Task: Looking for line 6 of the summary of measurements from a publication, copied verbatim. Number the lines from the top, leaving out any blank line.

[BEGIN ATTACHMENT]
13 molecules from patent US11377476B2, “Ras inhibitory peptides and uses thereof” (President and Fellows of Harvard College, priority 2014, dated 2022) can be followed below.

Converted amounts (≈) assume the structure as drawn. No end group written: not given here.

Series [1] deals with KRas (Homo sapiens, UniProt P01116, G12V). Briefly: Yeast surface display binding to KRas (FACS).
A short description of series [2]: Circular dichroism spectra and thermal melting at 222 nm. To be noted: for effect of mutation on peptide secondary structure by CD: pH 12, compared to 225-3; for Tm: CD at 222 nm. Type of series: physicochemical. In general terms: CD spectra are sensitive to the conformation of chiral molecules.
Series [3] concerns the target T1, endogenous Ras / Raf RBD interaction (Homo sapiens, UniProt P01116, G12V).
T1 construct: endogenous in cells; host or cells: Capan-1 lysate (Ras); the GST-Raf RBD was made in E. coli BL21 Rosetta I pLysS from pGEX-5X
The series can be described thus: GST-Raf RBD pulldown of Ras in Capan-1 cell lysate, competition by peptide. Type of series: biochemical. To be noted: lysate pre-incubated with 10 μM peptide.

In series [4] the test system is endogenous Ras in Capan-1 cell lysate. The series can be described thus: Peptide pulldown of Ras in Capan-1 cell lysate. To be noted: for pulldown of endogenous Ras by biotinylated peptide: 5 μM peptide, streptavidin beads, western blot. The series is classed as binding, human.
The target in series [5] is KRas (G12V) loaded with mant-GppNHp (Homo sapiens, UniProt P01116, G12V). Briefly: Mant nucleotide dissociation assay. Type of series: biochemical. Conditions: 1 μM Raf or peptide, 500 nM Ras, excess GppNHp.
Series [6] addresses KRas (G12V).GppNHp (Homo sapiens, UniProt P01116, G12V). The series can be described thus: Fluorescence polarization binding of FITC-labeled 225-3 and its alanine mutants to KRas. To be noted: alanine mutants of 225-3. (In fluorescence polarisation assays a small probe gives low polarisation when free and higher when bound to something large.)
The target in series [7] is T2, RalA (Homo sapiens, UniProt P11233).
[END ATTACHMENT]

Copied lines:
T1 construct: endogenous in cells; host or cells: Capan-1 lysate (Ras); the GST-Raf RBD was made in E. coli BL21 Rosetta I pLysS from pGEX-5X